Bringing history alive
Today, nothing remains – at least aboveground – of Charles Fort. But, for visitors armed with a little historical background, the site is a window to the tumultuous early days of European colonization.
Under royal charter, Scottish noble Sir William Alexander, plus a group of 70 men and women, first set foot in Nova Scotia in 1629. They built a headquarters and named it Charles Fort, in honour of the king. During the first, hard winter, 30 settlers died.
But both Mi’kmaq peoples and French settlers also laid claim to the area, and in 1632 the Scots were obliged to cede the fort to the French, who would build a series of four forts on the same site. The final one, seized by the British in 1710, became known as Fort Anne.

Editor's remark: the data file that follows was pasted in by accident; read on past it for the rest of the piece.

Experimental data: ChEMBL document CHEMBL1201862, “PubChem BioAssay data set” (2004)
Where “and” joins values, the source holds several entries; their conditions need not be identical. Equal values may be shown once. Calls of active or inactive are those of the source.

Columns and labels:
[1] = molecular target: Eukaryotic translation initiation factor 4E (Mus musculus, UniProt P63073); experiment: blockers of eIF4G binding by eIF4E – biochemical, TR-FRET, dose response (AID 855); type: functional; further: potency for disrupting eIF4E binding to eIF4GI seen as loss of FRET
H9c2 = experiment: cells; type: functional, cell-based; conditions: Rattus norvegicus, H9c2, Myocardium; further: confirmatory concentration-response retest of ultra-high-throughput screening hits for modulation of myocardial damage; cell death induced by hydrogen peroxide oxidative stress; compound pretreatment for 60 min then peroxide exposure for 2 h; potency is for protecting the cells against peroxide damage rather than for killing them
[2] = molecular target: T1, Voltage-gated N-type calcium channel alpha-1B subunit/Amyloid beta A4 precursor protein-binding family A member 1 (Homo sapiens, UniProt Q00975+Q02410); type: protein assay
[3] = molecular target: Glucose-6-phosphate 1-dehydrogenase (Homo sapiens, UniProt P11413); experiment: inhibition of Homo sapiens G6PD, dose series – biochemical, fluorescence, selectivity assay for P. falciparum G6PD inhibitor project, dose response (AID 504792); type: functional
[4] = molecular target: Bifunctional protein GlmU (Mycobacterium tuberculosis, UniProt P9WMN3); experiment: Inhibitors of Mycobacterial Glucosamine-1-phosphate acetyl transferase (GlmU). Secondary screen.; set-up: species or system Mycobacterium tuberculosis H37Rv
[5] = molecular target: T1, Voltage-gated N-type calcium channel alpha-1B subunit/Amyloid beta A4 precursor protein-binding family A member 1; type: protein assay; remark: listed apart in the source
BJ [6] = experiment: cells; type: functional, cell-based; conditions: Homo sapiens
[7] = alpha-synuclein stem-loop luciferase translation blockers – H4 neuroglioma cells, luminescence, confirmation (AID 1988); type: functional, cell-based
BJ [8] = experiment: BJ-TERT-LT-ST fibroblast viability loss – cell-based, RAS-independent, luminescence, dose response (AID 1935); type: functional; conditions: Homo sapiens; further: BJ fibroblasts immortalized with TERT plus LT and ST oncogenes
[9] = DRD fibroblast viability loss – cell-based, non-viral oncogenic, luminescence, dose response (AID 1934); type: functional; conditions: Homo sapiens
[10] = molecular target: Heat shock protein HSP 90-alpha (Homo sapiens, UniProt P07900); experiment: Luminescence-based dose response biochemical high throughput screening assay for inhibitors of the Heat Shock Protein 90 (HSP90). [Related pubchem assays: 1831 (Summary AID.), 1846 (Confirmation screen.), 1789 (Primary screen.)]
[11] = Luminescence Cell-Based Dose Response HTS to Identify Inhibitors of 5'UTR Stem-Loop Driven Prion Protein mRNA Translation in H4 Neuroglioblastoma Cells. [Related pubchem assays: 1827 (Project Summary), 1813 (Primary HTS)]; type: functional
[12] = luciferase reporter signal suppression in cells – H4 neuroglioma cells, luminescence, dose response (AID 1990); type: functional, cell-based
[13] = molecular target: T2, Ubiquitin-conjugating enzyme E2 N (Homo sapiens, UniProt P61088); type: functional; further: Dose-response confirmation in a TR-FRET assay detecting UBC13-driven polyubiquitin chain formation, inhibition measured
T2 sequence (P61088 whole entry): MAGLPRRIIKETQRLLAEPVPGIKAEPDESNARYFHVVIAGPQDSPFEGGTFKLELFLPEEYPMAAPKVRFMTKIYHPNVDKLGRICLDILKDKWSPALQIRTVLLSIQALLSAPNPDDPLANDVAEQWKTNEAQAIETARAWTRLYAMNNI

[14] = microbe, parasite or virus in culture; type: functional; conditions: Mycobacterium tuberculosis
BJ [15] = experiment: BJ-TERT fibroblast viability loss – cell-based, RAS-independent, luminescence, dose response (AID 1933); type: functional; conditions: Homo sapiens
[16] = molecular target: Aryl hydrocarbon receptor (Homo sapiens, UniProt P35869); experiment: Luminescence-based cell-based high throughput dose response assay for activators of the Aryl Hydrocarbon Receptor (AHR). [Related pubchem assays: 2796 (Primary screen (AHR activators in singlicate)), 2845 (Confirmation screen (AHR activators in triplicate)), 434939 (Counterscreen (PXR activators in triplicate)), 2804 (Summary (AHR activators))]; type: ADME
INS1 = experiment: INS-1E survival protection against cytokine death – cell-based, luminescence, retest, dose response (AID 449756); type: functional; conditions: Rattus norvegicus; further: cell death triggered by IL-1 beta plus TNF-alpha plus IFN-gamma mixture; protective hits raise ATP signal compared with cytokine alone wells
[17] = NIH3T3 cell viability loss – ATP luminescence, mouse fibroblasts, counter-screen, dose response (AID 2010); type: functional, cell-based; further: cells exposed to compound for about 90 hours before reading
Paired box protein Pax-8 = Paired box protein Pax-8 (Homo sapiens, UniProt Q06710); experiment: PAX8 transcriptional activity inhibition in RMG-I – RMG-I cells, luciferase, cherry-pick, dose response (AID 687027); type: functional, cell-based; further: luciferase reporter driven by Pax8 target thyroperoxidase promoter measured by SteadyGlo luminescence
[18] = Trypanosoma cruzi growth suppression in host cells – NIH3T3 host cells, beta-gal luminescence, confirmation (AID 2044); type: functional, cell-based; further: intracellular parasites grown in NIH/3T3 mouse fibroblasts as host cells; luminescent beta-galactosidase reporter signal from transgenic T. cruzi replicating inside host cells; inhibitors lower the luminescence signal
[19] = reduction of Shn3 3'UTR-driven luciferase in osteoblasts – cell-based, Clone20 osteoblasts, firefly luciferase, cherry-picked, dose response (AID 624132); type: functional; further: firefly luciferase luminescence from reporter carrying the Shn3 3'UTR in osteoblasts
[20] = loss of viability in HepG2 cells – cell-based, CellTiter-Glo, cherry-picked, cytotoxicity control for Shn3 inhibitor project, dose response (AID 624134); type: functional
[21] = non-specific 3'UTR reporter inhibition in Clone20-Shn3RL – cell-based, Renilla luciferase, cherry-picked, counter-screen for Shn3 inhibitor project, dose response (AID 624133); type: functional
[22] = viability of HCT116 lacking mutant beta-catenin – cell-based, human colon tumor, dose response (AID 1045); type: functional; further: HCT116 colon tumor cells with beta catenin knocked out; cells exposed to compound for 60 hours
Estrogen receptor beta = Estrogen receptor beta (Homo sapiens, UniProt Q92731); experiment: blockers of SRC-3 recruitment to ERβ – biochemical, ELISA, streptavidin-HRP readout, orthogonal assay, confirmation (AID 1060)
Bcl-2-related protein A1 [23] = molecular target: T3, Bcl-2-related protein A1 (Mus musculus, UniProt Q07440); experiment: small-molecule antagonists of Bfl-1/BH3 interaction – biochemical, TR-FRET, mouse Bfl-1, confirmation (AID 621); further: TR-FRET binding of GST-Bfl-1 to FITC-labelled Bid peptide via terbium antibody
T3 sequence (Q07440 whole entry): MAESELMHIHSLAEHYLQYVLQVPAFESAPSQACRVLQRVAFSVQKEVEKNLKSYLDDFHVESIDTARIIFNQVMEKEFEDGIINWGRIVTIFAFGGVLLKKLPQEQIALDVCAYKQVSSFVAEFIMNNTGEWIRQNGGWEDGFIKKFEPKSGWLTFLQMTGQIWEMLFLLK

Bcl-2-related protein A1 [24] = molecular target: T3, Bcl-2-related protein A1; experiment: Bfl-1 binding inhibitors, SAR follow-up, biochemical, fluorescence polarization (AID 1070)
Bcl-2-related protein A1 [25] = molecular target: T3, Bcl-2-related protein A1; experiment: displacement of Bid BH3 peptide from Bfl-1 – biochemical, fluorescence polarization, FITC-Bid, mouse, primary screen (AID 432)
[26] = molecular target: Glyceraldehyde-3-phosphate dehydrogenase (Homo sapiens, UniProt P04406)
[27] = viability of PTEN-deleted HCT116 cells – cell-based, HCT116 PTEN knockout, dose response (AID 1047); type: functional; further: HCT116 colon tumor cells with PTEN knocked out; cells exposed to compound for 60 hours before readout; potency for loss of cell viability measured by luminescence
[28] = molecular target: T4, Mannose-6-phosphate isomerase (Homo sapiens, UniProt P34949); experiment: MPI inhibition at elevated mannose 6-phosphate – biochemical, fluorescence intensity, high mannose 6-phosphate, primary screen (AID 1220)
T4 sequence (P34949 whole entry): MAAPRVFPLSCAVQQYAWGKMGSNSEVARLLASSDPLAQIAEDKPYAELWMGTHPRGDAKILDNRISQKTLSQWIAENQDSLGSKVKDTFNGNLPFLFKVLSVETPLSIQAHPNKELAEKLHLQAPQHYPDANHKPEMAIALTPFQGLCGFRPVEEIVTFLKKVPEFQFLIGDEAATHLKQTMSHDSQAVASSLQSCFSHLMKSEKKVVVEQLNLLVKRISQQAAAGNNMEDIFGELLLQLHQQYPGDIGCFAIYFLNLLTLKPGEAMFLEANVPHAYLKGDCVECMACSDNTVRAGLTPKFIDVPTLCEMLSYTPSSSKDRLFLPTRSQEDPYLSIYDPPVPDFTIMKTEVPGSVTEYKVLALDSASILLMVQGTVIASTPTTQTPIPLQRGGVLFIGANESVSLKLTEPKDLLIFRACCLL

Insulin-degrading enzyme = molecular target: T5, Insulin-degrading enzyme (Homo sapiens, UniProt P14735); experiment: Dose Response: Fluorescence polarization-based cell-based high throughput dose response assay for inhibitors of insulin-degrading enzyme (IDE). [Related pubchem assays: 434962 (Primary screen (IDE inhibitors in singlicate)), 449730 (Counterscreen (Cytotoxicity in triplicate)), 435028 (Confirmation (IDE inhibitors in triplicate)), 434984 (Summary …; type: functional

As you walk through the remains of Fort Anne today – earthen defenses, officers’ quarters and powder magazine – echoes of Charles Fort still linger. Visitors can learn more about Charles Fort inside the Officers’ Quarters Museum.